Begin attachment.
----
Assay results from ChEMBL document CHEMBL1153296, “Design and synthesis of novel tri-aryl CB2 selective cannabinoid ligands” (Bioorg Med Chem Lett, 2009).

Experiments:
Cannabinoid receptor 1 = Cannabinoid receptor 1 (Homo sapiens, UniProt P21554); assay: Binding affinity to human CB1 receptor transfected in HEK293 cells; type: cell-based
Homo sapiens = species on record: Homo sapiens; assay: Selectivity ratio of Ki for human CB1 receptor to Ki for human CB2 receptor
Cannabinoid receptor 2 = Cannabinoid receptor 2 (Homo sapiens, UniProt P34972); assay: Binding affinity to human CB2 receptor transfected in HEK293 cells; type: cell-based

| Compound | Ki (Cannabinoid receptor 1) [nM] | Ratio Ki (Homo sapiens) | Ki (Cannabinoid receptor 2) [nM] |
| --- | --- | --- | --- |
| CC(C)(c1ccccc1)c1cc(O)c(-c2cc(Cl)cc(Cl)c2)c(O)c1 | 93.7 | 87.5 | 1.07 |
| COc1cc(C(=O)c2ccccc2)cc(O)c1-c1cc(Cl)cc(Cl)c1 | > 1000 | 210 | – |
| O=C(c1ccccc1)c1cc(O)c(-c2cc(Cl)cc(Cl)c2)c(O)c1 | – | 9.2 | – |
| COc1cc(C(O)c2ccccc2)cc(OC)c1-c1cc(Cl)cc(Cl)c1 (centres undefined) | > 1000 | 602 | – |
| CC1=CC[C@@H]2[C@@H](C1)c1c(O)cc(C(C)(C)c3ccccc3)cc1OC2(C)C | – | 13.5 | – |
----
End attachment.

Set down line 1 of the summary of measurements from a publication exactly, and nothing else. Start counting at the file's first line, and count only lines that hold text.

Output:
Assay results from ChEMBL document CHEMBL1153296, “Design and synthesis of novel tri-aryl CB2 selective cannabinoid ligands” (Bioorg Med Chem Lett, 2009).